- The flow front continues to hold its current position 550 yards from Highway 130, and has not advanced.
- A small, south margin breakout has not advanced since Monday morning. The breakout is 600 yards upslope and behind the stalled front and appears sluggish.
- Smoke conditions were light to moderate with calm winds.
- Daily media conference calls with civil defense have been cut back to two per week, on Tuesdays and Fridays.
This morning’s assessment continues to show no change with of any of the down slope flow areas. Surface breakouts and breakouts along both margins upslope of the flow front continue and provide indication that the tube system continues to be supplied and lava from the source is making its way to the down slope areas. The small breakout along the south margin of the flow approximately 600 yards upslope and behind the stalled front is sluggish and has not advanced since Monday morning. All current activity does not pose an immediate threat to area communities. The Hawaii County Civil Defense Agency and Hawaiian Volcano Observatory are maintaining close observations of the flow. Residents and businesses down slope will be informed of any changes in flow activity and advancement.
Smoke conditions were light to moderate with calm winds. Smoke conditions may increase in some areas and individuals who may be sensitive or have respiratory problems are advised to take necessary precautions and to remain indoors. All burning activity was limited to vegetation burning along the edges of the breakouts and fire conditions will be monitored closely.
Additional updates will be broadcast as conditions change.
On behalf of the Hawaii County Civil Defense Agency and our partners we would like to thank everyone for your assistance and cooperation. Hawaii County Civil Defense on Feb. 19 at 7:45 a.m. HST
Activity Summary: Kīlauea Volcano continues to erupt at its summit and from its East Rift Zone. The inactive distal tip of the June 27th lava flow remains roughly 500 m (~550 yd) from Highway 130 in the area west of the Pāhoa Fire and Police Stations. The flow has not advanced downslope for the past several weeks, but many breakouts remain active upslope. Tiltmeters located at the summit have recorded little net change in tilt over the past day.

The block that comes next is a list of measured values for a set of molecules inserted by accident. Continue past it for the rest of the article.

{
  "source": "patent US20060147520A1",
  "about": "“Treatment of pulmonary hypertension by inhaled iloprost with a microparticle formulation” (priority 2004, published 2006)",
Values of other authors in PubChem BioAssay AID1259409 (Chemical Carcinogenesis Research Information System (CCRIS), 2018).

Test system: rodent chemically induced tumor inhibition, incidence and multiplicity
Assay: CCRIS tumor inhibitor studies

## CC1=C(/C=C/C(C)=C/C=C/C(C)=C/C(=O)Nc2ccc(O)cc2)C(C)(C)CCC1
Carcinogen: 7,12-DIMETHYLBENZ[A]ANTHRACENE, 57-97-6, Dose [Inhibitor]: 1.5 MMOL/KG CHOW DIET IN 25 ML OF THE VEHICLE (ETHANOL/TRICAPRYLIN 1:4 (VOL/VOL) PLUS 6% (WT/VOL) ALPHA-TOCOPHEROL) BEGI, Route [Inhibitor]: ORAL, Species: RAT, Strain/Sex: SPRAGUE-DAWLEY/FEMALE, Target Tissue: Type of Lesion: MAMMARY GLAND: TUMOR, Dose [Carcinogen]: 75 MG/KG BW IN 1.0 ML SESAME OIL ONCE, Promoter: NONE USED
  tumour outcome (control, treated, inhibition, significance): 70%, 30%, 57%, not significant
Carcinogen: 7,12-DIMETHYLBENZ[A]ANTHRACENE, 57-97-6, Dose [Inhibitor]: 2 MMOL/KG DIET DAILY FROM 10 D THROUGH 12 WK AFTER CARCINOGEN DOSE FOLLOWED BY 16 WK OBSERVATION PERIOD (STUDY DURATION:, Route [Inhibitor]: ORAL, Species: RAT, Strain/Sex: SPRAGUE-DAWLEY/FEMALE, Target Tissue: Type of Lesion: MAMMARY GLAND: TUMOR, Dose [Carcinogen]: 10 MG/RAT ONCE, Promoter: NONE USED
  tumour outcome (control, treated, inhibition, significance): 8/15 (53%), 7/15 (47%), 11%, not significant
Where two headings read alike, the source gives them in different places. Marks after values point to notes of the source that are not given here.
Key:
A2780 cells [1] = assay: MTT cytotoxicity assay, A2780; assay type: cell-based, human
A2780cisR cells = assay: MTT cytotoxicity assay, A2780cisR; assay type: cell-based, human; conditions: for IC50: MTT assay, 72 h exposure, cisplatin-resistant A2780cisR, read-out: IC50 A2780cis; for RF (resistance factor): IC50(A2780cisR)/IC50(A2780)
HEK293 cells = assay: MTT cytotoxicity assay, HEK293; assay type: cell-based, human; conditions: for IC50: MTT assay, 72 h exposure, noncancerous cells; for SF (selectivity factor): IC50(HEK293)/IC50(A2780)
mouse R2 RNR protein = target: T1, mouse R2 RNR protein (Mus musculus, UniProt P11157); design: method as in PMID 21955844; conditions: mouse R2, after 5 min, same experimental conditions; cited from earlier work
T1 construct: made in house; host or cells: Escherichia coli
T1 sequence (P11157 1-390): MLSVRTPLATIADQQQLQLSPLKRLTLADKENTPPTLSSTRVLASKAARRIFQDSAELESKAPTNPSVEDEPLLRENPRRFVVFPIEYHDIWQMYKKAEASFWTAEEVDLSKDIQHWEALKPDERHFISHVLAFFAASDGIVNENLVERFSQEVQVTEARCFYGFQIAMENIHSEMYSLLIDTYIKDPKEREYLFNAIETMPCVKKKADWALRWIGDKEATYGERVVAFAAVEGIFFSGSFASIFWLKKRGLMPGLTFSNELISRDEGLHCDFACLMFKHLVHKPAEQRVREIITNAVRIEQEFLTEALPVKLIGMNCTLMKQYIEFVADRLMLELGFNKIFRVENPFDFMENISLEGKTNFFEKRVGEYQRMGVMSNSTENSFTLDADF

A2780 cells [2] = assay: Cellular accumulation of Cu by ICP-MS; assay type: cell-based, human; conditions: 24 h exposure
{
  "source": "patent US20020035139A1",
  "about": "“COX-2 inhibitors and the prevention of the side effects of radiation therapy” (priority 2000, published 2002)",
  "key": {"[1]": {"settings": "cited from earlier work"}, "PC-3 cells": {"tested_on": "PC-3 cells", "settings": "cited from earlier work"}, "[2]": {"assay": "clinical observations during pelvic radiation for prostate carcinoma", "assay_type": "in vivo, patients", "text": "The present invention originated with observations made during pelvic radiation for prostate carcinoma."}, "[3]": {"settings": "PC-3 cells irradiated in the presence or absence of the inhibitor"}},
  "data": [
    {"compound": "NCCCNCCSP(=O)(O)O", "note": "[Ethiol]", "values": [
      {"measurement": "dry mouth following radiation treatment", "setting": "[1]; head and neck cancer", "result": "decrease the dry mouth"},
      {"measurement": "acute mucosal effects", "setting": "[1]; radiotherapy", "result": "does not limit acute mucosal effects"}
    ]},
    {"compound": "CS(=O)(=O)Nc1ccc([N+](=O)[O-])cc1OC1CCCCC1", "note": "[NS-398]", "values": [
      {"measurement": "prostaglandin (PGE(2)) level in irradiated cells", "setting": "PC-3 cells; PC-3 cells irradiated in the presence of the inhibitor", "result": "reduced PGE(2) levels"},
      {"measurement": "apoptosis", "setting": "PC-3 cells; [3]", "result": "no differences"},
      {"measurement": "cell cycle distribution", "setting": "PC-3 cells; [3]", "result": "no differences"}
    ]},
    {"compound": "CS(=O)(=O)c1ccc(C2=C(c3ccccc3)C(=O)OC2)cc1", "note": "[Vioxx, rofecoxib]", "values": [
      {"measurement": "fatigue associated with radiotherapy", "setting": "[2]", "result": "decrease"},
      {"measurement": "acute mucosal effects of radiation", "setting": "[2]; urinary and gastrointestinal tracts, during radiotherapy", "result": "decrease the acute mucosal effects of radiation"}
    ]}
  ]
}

June 27th Lava Flow Observations: Observers on a Civil Defense overflight this morning reported that the inactive flow tip remains stalled with scattered breakouts active on both margins of the flow upslope of the tip. The small breakout on the south margin of the flow and roughly 600 yd upslope of the stalled tip remains sluggish, and has not advanced since Monday morning. Webcam views over the past day showed continued activity at the breakout about 3 km (2 miles) northeast of Puʻu ʻŌʻō at the forest boundary.
Puʻu ʻŌʻō Observations: The tiltmeter on the north flank of Puʻu ʻŌʻō showed little net change in tilt over the past day. Webcam views show incandescence in the normal locations within the crater. Seismic tremor has remained low. The rate of sulfur dioxide emission from all East Rift Zone vents was about 200 tonnes per day, measured on January 7 (unfavorable wind conditions have prevented more recent measurements).
Summit Observations: Tiltmeters operating around the summit recorded little net change in tilt over the past day. The level of lava within the summit eruptive vent was measured this morning at roughly 45 m (150 ft) below the rim of the Overlook crater. Emission rates of sulfur dioxide were measured at 3,300 tonnes/day on February 13. The recent increase in small earthquakes near the south portion of Kīlauea Caldera has declined over the past day. Seismic tremor at the summit remained low.USGS Hawaiian Volcano Observatory on Feb. 19 at 10:30 a.m. HST